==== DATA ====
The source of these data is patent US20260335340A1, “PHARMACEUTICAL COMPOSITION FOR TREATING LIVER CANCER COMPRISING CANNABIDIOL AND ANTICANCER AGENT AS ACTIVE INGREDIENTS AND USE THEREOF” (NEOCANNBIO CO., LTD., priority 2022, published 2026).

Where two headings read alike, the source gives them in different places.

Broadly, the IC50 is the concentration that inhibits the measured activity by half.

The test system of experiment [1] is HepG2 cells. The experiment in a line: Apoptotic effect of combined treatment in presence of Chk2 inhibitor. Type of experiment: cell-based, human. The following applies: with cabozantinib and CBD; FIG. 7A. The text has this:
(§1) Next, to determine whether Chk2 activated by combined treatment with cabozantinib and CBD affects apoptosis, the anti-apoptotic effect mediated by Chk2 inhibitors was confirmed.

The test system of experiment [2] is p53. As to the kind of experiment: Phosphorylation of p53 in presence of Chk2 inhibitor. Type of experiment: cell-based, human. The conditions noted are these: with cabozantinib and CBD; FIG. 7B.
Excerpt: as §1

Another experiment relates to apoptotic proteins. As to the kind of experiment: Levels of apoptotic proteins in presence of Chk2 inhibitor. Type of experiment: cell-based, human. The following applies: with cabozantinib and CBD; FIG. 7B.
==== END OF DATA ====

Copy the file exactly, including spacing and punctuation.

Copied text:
The source of these data is patent US20260335340A1, “PHARMACEUTICAL COMPOSITION FOR TREATING LIVER CANCER COMPRISING CANNABIDIOL AND ANTICANCER AGENT AS ACTIVE INGREDIENTS AND USE THEREOF” (NEOCANNBIO CO., LTD., priority 2022, published 2026).

Where two headings read alike, the source gives them in different places.

Broadly, the IC50 is the concentration that inhibits the measured activity by half.

The test system of experiment [1] is HepG2 cells. The experiment in a line: Apoptotic effect of combined treatment in presence of Chk2 inhibitor. Type of experiment: cell-based, human. The following applies: with cabozantinib and CBD; FIG. 7A. The text has this:
(§1) Next, to determine whether Chk2 activated by combined treatment with cabozantinib and CBD affects apoptosis, the anti-apoptotic effect mediated by Chk2 inhibitors was confirmed.

The test system of experiment [2] is p53. As to the kind of experiment: Phosphorylation of p53 in presence of Chk2 inhibitor. Type of experiment: cell-based, human. The conditions noted are these: with cabozantinib and CBD; FIG. 7B.
Excerpt: as §1

Another experiment relates to apoptotic proteins. As to the kind of experiment: Levels of apoptotic proteins in presence of Chk2 inhibitor. Type of experiment: cell-based, human. The following applies: with cabozantinib and CBD; FIG. 7B.